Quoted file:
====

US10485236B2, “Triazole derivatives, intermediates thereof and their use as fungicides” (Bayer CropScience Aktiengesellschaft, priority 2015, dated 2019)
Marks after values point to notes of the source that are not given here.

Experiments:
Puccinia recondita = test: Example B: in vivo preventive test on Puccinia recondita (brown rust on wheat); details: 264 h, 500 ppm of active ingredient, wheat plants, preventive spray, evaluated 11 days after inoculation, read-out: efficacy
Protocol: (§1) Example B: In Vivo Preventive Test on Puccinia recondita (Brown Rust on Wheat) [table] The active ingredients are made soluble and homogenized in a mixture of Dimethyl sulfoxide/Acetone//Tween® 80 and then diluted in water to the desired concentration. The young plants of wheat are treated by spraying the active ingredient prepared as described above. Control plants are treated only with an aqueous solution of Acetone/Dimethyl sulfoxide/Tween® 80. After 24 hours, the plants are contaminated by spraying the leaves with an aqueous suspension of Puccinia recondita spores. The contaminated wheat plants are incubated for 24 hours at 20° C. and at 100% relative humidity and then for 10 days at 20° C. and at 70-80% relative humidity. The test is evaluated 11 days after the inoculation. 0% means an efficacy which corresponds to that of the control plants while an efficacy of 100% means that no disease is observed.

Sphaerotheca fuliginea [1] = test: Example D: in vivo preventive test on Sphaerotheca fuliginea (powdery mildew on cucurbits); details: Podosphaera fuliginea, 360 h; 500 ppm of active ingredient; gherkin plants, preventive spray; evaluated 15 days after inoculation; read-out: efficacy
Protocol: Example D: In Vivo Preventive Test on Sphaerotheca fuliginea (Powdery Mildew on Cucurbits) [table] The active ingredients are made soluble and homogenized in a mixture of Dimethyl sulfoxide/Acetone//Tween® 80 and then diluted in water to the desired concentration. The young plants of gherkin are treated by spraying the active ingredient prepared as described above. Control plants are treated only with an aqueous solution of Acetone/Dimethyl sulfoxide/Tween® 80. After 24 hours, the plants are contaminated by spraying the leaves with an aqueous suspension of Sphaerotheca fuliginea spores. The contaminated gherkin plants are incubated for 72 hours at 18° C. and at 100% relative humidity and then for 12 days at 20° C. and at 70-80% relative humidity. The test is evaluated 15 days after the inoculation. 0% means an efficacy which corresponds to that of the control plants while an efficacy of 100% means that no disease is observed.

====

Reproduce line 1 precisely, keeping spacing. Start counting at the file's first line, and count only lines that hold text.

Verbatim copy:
US10485236B2, “Triazole derivatives, intermediates thereof and their use as fungicides” (Bayer CropScience Aktiengesellschaft, priority 2015, dated 2019)